Individuals who started a study with A1C readings of more than 5.9% but less than 6.5% had more than eight times the risk of developing diabetes over about four years as those whose readings fell below 5.7%, while risk was about doubled for those who started with A1C readings from 5.7% to 5.9%, according to a study in Diabetes Care. Researchers evaluated data from more than 34,000 people without diabetes who were participating in an employee wellness program, and they found that nearly 13% of those with the highest A1C readings developed diabetes during the study, compared with less than 1% of those with lower readings.
The American College of Nurse-Midwives and the American College of Obstetricians and Gynecologists' Committee on Obstetric Practice addressed the treatment of postpartum pain in a Committee Opinion published in Obstetrics & Gynecology. The document said untreated postpartum pain is linked to increased risks for women and recommended that nonpharmacologic and pharmacologic therapies be included in pain management strategies.
A study in The New England Journal of Medicine found that diagnoses of invasive lung cancer among US adults ages 30 to 54 declined from 1995 to 2014, with men seeing a sharper decrease than women, resulting in a higher incidence of the disease in white and Hispanic women.
Men were historically more likely than women to be affected by the disease, and although the reasons behind the shift are not clear, experts said men and women are prone to different forms of lung cancer, and women who quit smoking see their risk decrease more slowly than men.
The FDA asked companies to stop selling over-the-counter teething pain products that contain benzocaine and warned it would take regulatory action if the products are not removed from the market. The agency said there have been more than 400 cases of methemoglobinemia, which compromises the blood's ability to carry oxygen, linked to benzocaine product use, including 11 incidents involving children younger than age 2.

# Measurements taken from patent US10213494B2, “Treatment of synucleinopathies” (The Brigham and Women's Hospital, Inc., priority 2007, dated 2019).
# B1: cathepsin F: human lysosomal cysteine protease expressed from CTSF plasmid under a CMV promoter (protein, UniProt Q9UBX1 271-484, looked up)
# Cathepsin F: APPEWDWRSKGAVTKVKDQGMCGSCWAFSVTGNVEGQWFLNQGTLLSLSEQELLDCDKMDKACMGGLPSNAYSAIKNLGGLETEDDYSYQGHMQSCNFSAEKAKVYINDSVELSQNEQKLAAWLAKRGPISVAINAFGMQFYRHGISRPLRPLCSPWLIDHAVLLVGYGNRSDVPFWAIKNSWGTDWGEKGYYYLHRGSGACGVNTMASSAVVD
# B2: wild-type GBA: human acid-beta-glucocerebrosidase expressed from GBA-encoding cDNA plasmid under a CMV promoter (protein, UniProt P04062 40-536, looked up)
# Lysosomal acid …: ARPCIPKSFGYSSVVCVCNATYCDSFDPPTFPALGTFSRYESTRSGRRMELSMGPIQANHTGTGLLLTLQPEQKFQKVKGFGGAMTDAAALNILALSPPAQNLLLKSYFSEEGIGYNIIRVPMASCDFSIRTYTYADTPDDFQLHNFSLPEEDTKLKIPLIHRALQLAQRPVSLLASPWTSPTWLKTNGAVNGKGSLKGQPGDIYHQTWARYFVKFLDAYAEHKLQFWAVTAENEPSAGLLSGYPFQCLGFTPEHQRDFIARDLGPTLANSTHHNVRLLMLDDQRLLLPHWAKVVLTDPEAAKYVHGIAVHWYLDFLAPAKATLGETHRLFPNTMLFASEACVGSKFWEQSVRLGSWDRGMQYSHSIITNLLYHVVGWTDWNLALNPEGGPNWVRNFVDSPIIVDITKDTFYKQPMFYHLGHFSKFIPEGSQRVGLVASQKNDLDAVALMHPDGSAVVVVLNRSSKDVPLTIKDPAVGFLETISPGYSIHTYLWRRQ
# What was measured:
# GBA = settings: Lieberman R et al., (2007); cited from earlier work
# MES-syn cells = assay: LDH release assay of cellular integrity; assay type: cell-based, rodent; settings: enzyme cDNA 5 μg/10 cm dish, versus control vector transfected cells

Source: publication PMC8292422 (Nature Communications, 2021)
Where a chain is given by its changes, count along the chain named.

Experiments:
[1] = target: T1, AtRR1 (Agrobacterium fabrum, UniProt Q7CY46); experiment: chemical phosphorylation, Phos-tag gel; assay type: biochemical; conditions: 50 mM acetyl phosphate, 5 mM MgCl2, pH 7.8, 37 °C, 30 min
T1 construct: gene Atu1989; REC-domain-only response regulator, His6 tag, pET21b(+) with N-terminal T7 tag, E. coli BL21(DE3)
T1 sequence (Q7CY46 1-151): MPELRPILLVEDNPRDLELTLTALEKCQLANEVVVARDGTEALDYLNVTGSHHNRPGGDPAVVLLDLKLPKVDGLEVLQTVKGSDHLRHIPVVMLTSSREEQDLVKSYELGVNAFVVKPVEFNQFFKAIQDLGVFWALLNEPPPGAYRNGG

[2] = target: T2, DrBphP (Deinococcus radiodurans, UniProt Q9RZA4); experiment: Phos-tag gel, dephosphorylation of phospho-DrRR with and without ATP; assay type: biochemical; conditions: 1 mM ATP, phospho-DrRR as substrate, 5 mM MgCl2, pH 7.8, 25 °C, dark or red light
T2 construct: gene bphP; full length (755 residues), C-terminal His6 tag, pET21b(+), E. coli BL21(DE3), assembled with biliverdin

A PSC survey of 1,600 US workers found 25% linked financial worries to health problems, 40% said they were a distraction at work, and 15% said they caused them to miss work. Companies are offering financial wellness initiatives to address employee concerns, including Eastman Chemical's program that provides employees with regular access to personal financial advisers.
In patients with cancer who were receiving chemotherapy, a six-month walking program reduced glycemic levels and treatment symptoms compared with a control group given information about exercise benefits, researchers reported at the Oncology Nursing Society's annual meeting. People in the walking group also had less depression and fewer sleep disturbance symptoms.
A Better Sleep Council poll found that women are more sleep deprived than men despite 84% of females indicating the importance of sleep to their health. Women were more likely to let children and pets share the bed, which was a barrier to uninterrupted sleep, and also more likely to have difficulty falling asleep or staying asleep.
HSHS St. Mary's Hospital Medical Center registered dietitian Stephanie Lazzari created a gardening class, "Harvesting Hope," to teach cancer survivors about the value of a plant-based diet and how it can reduce the risk of disease. The goal is to get patients to include more fresh produce in their diets, and vegetables harvested from the garden will be donated to foods banks in the Green Bay, Wis., area.
Americans spent nearly $50 billion on cancer drugs last year -- nearly double the amount spent in 2012 -- and spending is on track to reach $100 billion by 2022, according to the IQVIA Institute for Human Data Science. The prices for the drugs are driving the spending growth, says IQVIA Senior Vice President Murray Aitken.
The CMS is expected to request proposals from third parties to buy drugs covered by Medicare Part B on behalf of physicians, reviving the Competitive Acquisition Program as part of a strategy to reduce drug prices.